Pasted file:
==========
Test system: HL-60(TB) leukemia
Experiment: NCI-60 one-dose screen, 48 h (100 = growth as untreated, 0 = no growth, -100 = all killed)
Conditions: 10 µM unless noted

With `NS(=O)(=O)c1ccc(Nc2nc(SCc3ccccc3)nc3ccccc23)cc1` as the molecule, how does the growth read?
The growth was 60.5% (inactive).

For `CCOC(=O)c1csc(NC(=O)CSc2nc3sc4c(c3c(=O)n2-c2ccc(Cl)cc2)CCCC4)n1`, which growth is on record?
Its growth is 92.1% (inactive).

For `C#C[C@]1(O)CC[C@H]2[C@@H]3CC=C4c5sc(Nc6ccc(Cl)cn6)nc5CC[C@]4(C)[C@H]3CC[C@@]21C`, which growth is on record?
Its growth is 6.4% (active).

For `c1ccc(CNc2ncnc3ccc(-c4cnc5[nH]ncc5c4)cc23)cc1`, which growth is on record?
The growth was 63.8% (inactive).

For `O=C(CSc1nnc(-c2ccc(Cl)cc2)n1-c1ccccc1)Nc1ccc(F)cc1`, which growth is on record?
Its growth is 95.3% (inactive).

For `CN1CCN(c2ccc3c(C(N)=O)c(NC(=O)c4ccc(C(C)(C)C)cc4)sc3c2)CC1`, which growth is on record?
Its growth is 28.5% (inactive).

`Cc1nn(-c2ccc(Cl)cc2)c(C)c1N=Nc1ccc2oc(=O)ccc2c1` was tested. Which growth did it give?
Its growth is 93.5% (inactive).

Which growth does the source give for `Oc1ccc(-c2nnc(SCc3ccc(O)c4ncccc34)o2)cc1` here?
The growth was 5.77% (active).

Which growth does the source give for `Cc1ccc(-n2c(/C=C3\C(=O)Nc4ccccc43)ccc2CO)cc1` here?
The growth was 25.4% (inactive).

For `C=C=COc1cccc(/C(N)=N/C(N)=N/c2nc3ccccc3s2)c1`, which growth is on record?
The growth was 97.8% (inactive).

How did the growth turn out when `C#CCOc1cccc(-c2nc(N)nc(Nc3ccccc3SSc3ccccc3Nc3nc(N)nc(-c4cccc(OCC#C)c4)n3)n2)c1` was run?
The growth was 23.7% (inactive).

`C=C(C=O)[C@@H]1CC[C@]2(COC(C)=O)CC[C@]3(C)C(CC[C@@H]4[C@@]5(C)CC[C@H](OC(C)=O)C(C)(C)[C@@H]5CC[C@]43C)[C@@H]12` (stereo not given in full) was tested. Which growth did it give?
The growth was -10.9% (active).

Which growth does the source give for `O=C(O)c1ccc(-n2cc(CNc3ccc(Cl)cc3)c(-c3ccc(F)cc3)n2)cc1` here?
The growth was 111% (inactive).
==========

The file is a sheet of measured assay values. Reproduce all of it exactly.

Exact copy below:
Test system: HL-60(TB) leukemia
Experiment: NCI-60 one-dose screen, 48 h (100 = growth as untreated, 0 = no growth, -100 = all killed)
Conditions: 10 µM unless noted

With `NS(=O)(=O)c1ccc(Nc2nc(SCc3ccccc3)nc3ccccc23)cc1` as the molecule, how does the growth read?
The growth was 60.5% (inactive).

For `CCOC(=O)c1csc(NC(=O)CSc2nc3sc4c(c3c(=O)n2-c2ccc(Cl)cc2)CCCC4)n1`, which growth is on record?
Its growth is 92.1% (inactive).

For `C#C[C@]1(O)CC[C@H]2[C@@H]3CC=C4c5sc(Nc6ccc(Cl)cn6)nc5CC[C@]4(C)[C@H]3CC[C@@]21C`, which growth is on record?
Its growth is 6.4% (active).

For `c1ccc(CNc2ncnc3ccc(-c4cnc5[nH]ncc5c4)cc23)cc1`, which growth is on record?
The growth was 63.8% (inactive).

For `O=C(CSc1nnc(-c2ccc(Cl)cc2)n1-c1ccccc1)Nc1ccc(F)cc1`, which growth is on record?
Its growth is 95.3% (inactive).

For `CN1CCN(c2ccc3c(C(N)=O)c(NC(=O)c4ccc(C(C)(C)C)cc4)sc3c2)CC1`, which growth is on record?
Its growth is 28.5% (inactive).

`Cc1nn(-c2ccc(Cl)cc2)c(C)c1N=Nc1ccc2oc(=O)ccc2c1` was tested. Which growth did it give?
Its growth is 93.5% (inactive).

Which growth does the source give for `Oc1ccc(-c2nnc(SCc3ccc(O)c4ncccc34)o2)cc1` here?
The growth was 5.77% (active).

Which growth does the source give for `Cc1ccc(-n2c(/C=C3\C(=O)Nc4ccccc43)ccc2CO)cc1` here?
The growth was 25.4% (inactive).

For `C=C=COc1cccc(/C(N)=N/C(N)=N/c2nc3ccccc3s2)c1`, which growth is on record?
The growth was 97.8% (inactive).

How did the growth turn out when `C#CCOc1cccc(-c2nc(N)nc(Nc3ccccc3SSc3ccccc3Nc3nc(N)nc(-c4cccc(OCC#C)c4)n3)n2)c1` was run?
The growth was 23.7% (inactive).

`C=C(C=O)[C@@H]1CC[C@]2(COC(C)=O)CC[C@]3(C)C(CC[C@@H]4[C@@]5(C)CC[C@H](OC(C)=O)C(C)(C)[C@@H]5CC[C@]43C)[C@@H]12` (stereo not given in full) was tested. Which growth did it give?
The growth was -10.9% (active).

Which growth does the source give for `O=C(O)c1ccc(-n2cc(CNc3ccc(Cl)cc3)c(-c3ccc(F)cc3)n2)cc1` here?
The growth was 111% (inactive).